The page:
Scoring well in the classroom
Bluffton student-athletes are scoring well in the classroom with the support of their coaches and academic resources on campus.
Almost 200 student-athletes held a 3.0 grade point average or higher for the fall 2013 semester, and nearly one-third of them landed on the Dean’s List.
“If you look at the GPAs, I think that speaks volumes,” said James Grandey, head baseball coach and associate athletics director for development.
In addition to natural ability in the classroom, perhaps some of their success can be attributed to coaches’ eagerness to make use of academic resources available on campus.
Coaches may have slightly different academic programs for members of their respective teams. But most require their student-athletes to spend hours studying at the Learning Resource Center (LRC) every week. Grandey, for instance, requires five hours, as well as two additional hours of group study with the team. Hours can be added or reduced depending on the individual student’s needs.
Coaches encourage their players to seek help whenever it’s needed, he said, noting that “we’re very committed to their academic success, not just their athletic success.”
He realizes that student-athletes aren’t thrilled with being required to study, but he thinks it’s worth it. “It gives them a place to go study outside their residence halls, which I think is beneficial.”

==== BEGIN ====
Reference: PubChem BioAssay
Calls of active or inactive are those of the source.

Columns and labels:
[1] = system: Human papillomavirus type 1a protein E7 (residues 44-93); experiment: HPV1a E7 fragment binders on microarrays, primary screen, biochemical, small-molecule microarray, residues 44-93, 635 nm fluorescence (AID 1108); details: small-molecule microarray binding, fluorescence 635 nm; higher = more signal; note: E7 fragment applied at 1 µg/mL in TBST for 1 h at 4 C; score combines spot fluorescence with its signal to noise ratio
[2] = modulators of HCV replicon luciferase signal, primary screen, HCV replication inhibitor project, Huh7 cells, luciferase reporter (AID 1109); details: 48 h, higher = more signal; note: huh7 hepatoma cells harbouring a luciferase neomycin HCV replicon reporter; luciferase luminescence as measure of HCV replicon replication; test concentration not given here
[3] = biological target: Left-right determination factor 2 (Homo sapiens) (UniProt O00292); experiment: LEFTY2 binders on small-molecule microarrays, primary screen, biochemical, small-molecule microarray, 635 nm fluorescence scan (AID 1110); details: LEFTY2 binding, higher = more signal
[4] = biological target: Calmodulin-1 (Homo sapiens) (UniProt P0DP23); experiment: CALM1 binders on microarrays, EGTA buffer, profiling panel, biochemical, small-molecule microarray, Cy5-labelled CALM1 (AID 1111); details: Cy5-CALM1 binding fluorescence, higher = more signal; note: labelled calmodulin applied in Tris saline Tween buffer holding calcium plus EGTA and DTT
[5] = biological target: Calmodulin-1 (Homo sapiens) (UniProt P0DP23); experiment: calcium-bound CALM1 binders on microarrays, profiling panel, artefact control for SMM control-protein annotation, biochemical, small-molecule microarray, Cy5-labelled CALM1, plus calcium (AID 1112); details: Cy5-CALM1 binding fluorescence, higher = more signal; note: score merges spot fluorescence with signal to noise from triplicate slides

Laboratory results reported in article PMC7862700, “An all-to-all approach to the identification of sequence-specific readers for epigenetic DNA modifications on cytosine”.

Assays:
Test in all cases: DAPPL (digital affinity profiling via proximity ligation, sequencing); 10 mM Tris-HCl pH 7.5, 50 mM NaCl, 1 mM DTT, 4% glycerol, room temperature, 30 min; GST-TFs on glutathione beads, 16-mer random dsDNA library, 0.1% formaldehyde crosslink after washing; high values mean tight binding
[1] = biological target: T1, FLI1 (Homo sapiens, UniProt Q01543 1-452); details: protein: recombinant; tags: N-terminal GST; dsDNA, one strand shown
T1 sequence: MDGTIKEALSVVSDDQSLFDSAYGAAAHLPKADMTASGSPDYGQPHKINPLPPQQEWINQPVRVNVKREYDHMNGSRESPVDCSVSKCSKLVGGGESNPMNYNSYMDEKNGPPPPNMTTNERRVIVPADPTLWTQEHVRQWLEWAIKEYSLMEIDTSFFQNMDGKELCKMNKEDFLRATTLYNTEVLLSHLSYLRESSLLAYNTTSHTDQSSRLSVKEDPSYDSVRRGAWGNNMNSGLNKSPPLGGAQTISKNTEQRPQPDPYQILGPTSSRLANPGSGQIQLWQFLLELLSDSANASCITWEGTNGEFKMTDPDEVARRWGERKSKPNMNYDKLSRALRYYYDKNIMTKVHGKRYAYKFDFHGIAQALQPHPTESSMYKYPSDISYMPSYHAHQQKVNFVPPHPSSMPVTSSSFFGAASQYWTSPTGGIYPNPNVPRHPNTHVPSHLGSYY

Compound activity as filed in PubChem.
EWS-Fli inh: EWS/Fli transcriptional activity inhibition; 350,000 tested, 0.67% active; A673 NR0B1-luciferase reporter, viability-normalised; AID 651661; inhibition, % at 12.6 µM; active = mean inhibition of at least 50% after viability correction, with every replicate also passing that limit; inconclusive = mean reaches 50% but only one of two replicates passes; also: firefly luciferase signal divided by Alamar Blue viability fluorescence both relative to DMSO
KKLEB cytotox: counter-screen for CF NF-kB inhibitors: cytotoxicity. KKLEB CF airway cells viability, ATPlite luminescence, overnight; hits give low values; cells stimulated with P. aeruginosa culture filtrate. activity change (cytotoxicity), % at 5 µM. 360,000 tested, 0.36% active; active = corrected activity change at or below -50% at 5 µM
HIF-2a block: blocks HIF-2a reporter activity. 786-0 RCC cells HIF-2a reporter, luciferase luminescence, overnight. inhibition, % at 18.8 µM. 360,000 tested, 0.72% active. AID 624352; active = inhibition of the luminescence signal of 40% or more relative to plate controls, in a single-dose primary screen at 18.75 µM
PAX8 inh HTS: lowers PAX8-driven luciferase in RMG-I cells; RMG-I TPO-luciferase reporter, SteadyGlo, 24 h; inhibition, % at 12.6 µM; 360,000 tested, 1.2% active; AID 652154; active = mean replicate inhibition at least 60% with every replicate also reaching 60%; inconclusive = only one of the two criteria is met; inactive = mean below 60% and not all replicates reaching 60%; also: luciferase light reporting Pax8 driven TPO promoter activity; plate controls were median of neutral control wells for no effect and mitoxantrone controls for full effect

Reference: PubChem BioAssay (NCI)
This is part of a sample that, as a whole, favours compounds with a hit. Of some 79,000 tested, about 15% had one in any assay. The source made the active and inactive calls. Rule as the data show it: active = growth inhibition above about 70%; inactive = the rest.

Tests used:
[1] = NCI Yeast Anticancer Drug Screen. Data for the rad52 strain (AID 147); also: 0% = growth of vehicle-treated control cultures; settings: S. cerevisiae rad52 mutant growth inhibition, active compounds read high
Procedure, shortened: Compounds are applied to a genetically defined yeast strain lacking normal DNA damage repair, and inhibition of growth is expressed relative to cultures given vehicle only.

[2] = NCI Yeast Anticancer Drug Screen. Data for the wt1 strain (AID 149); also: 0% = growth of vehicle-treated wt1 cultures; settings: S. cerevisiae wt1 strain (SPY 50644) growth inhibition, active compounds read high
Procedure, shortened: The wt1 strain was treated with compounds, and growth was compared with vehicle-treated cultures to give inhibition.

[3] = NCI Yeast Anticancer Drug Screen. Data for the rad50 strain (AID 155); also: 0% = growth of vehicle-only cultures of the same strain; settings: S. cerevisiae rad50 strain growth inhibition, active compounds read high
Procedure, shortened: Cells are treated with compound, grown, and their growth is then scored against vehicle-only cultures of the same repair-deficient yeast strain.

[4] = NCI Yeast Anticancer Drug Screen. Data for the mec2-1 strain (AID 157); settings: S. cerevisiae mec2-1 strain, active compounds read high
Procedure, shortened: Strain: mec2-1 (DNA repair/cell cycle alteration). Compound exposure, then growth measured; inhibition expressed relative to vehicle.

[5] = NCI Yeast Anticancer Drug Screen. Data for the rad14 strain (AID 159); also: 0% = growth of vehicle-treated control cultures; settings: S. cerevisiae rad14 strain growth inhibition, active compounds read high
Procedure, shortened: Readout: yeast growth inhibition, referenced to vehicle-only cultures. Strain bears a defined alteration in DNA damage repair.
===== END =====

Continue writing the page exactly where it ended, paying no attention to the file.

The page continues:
He also thinks it demonstrates to student-athletes that their coaches are looking out for them. “I feel it shows them that we care about more than what they are on the playing field.”
Jacqui Slinger, director of academic development services and director of the LRC,
also serves to make sure student-athletes succeed in the classroom.
In addition to providing a quiet place to study, the LRC offers tutoring and personal coaching by Slinger or her graduate assistant.
Even if a student doesn’t need extra help, she tries to arrange a meeting. “We probably meet with half to three-quarters of student-athletes individually to set goals,” she said.
One of her top priorities is to keep an open line between the LRC and the athletics department. “There’s a lot of communication between this office and the coaches,” she said.
Coaches may contact her to connect struggling students with specialized tutors or individual assessment. This is particularly important when athletes are injured, Slinger said, because they may lose their drive for academics when they can no longer play. “Sometimes it’s the sport that keeps them motivated.”
Grandey believes that today’s student-athletes are under more pressure than ever to succeed on their own instead of finding help when needed. “We know that in today’s day and age, not everybody is ready to ask for help.”
“But we need to make sure they’re prepared, as the mission statement says, ‘for life
as well as vocation,’” he added.
by Chay Reigle, Bluffton public relations office